The Obama campaign appears to have come up with a neat way to deflect criticism of the presumptive Democrat presidential nominee's failure to visit wounded American troops while visiting Germany last month: have wife Michelle sponsor a meeting with military families.
As CNN.com reported Monday (emphasis added): "Days after a television spot from John McCain’s campaign suggested Barack Obama did not hold enough respect for members of the military, the presumptive Democratic nominee’s campaign announced Monday that Michelle Obama will host a roundtable discussion with military spouses highlighting the launch of a military families advisory group."
UPDATE AT END OF POST: OBAMA MISSES THE FOLLOWING TOWN HALL MEETING FOR A VACATION AND FUNDRAISER IN HAWAII!
I guess the campaign felt this was a better idea than the junior senator from Illinois attending a presidential town hall meeting to be held next Monday in Fort Hood, Texas, the largest active-duty military installation in the country (photo courtesy NY Daily News). As the Dallas Morning News reported Monday, much like in July when he couldn't find the time to visit our wounded soldiers at Landstuhl Regional Medical Center in Germany, Obama is also too busy to meet with families at Fort Hood (emphasis added):
Apparently, CNN decided that they didn't have enough video of rioting in their recent story on unrest in Belgrade, Serbia, so they decided to add in footage of rioting in Budapest to sexy up the story. I have to say, if the Kosovars intend to make the cut with CNN in the future, they'd better start rioting to the satisfaction of CNN's video editors. Either that, or CNN can start showing us all some truthful video with their stories. Whatever the case, CNN's misstep doesn’t just make them look bad, it makes all Americans look bad.
On July 30, CNN aired a report in their international news titled "Serb Ultranationalists Rally" in which footage of riots in two different cities and two different countries were edited together to represent the unrest in Kosovo. Serbian TV was a bit mystified by this embellishment, and rightfully so. RTS asserted that since CNN didn't have violent enough footage for their riots story, they "resorted to their favorite Hollywood trick" of "montaging and pasting together the sequences from Budapest and Belgrade protests" to accompany the story. (See foreign language report from Serbian RTS TV)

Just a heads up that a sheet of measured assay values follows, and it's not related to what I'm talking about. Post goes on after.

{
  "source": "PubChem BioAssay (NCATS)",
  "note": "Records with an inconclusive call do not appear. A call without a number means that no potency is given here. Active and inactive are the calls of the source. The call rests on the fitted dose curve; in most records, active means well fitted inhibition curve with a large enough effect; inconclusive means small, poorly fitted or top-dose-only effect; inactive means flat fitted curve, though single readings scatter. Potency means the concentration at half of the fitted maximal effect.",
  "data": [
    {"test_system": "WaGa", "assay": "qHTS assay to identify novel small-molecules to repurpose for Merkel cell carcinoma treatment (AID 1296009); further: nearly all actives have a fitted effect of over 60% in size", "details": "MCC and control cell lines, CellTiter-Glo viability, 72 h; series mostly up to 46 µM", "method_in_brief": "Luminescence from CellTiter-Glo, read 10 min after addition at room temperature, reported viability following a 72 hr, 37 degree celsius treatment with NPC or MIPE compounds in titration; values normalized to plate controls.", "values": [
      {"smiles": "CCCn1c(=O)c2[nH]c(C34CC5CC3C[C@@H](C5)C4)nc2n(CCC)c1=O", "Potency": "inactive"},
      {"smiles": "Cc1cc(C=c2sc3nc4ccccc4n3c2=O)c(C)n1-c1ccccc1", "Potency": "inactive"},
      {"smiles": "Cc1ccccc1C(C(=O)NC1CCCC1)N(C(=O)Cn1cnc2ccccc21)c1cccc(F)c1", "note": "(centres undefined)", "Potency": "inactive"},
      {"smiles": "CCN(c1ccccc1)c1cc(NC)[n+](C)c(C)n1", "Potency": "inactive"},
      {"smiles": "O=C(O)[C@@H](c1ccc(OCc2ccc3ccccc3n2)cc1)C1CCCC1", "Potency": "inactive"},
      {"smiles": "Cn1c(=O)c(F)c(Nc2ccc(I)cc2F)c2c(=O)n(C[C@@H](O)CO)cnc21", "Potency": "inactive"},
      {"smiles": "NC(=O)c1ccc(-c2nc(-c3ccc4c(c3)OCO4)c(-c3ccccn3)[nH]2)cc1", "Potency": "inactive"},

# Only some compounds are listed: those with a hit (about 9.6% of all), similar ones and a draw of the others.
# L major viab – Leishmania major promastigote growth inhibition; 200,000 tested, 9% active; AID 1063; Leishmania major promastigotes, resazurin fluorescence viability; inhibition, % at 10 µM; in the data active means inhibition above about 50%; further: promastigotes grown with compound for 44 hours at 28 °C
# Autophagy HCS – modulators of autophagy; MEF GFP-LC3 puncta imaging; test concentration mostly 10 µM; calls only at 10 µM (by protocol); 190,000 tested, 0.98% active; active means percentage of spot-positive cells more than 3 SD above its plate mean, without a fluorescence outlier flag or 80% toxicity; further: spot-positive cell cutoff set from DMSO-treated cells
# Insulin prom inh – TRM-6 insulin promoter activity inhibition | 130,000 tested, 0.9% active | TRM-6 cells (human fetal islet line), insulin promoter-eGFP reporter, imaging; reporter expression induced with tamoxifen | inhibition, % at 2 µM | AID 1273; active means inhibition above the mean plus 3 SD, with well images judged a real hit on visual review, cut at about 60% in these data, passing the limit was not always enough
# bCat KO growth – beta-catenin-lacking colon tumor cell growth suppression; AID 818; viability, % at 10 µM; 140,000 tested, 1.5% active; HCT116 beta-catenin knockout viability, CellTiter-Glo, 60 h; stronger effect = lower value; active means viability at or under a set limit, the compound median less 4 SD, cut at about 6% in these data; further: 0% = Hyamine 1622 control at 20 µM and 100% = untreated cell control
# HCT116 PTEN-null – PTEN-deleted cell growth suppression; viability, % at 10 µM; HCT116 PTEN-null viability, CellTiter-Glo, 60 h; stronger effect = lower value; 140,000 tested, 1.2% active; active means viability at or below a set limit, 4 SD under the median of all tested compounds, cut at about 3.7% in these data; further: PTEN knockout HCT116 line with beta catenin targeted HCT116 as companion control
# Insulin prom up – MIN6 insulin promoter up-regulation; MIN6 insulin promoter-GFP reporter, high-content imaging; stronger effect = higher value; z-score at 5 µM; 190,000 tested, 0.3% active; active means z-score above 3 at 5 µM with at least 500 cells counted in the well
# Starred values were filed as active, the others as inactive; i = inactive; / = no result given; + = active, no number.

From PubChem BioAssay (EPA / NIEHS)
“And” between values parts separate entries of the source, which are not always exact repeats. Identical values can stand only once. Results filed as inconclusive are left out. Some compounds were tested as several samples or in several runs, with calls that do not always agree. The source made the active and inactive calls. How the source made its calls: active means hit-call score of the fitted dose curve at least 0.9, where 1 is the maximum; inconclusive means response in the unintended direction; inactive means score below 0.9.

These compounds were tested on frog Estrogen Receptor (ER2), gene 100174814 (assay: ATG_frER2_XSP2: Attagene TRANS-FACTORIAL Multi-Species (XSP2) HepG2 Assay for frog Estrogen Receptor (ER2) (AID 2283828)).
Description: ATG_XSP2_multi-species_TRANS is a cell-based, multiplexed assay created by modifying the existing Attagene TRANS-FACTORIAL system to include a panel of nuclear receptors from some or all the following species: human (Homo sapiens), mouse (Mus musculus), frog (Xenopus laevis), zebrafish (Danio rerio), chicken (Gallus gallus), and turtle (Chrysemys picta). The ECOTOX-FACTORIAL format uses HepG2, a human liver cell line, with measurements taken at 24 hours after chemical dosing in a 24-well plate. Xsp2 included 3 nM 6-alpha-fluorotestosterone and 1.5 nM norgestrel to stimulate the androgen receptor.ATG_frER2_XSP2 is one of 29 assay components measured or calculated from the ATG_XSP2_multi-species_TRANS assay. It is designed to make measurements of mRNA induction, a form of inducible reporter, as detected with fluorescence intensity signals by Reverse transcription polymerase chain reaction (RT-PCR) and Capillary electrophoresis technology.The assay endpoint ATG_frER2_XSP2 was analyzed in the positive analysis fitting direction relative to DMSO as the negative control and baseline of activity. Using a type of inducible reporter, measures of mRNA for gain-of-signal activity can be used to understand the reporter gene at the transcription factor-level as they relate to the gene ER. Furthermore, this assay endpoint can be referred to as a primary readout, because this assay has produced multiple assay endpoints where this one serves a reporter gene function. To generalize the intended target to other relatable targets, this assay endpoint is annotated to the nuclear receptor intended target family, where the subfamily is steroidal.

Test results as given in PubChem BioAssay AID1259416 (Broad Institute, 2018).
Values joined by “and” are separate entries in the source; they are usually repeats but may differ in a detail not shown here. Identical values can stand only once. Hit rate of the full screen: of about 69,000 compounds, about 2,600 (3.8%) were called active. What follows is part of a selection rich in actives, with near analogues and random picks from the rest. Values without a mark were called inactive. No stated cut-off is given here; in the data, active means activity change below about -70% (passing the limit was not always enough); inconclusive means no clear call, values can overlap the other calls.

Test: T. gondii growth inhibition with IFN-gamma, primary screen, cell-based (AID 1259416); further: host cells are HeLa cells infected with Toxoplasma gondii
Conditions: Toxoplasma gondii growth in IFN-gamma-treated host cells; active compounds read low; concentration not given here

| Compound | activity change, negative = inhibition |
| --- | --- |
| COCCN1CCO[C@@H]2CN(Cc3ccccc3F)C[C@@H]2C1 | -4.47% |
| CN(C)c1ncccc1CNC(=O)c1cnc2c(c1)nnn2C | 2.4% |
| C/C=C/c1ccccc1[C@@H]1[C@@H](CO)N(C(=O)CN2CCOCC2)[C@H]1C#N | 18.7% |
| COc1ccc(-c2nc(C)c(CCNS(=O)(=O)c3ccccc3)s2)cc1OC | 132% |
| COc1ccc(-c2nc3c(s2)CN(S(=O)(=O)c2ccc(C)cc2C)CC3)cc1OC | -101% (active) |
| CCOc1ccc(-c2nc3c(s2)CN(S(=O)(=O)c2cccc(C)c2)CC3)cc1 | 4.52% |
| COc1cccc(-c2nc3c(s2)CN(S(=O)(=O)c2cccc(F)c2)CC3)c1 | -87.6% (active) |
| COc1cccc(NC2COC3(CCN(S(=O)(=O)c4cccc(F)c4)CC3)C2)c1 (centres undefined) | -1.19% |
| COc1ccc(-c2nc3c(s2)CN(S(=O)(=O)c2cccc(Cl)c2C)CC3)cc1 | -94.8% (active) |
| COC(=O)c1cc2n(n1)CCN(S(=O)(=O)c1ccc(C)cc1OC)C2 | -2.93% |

Apparently complacent about criticism from the Tennessee Center for Policy Research that his family's energy use at his Nashville home is more than 19 times greater than the average American household's, Al Gore has committed conspicious energy consumption once again.
In Washington D.C. Thursday to deliver yet another speech warning Americans about global warming caused, Gore believes, by excessive use of fossil fuels, Gore handed yet more evidence to critics who believe he's a hypocrite.
He did so by traveling to his speech in what almost certainly was an unnecessary entourage of three luxury gas-guzzling vehicles -- two Lincoln Town Cars and a Surburban SUV -- one of which was kept idling outside for twenty minutes, apparently to keep the interior cool for the driver, Mrs. Gore and the Gores' adult daughter.
Covering the recent decision by a synod of bishops in the Anglican Church to permit the ordination of female bishops, CNN.com repeatedly alluded to "traditionalist" opposition to women holding episcopal office, but failed to find one such spokesman for traditionalists to defend the theology behind the position. (h/t Damian G. of Conservathink)
Indeed, the one traditionalist cited in the article had a middle-ground position, saying he had no problem with female bishops, so long as conservative Anglicans could have an out of sorts. Of course that compromise was smacked down in another synod vote: